Giant tortoise Diego, a hero to his species, is home
Quito (AFP) - Diego, the giant tortoise from the Galapagos, whose tireless efforts are almost alone attributed to saving its once endangered species, was sent out to pasture on Monday after decades of captive breeding on its home island, said the Ecuadorian Minister of the Environment.
Diego was shipped from the Galapagos National Park breeding program on Santa Cruz to remote and uninhabited Espanola.
"We're closing an important chapter in the park's administration," said Minister Paulo Proano on Twitter, adding that 25 turtles, including the prolific Diego, "after decades of captive breeding and saving their species from extinction home to return. ""
Espanola greeted them "with open arms," he said.
Before 100-year-old Diego and the other turtles were brought back to Espanola by boat, they had to go through a quarantine period to avoid being able to carry seeds from plants that are not native to the island.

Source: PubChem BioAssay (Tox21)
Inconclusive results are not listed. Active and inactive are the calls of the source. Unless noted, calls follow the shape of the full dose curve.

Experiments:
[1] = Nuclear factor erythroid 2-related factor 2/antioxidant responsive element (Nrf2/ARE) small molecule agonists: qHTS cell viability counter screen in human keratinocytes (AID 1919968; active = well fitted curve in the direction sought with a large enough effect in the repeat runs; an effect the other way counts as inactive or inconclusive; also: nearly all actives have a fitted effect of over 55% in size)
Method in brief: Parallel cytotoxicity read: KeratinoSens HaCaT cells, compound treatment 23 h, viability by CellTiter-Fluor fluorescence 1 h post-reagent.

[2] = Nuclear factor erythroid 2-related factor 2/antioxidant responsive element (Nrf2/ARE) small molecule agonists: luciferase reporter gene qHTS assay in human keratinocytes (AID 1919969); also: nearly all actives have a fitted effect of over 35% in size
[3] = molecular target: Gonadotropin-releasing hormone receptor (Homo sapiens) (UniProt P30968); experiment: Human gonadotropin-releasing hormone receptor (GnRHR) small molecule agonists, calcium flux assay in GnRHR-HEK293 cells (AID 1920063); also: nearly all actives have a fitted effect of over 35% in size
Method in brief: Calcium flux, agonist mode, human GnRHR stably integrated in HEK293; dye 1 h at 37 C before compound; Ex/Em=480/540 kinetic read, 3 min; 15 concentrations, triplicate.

Diego weighs approximately 80 kilograms, is almost 90 centimeters long and 1.5 meters tall when he really stretches his legs and neck.
Diego's contribution to the Santa Cruz Island program was particularly noteworthy. Park Ranger believed he was the patriarch of at least 40 percent of the 2,000 turtle population.
About 50 years ago, only two men and 12 women of the Diego species lived on Espanola, and they were too common to reproduce.
Diego was brought out of the San Diego Zoo in California to participate in the breeding program that was set up in the mid-1960s to save his species Chelonoidis hoodensis.
The national park believes that it was taken by a scientific expedition from the Galapagos Islands in the first half of the 20th century.
Ecuador's Galapagos Islands in the Pacific became famous through the studies by the English naturalist Charles Darwin about their breathtaking biodiversity in the 19th century.
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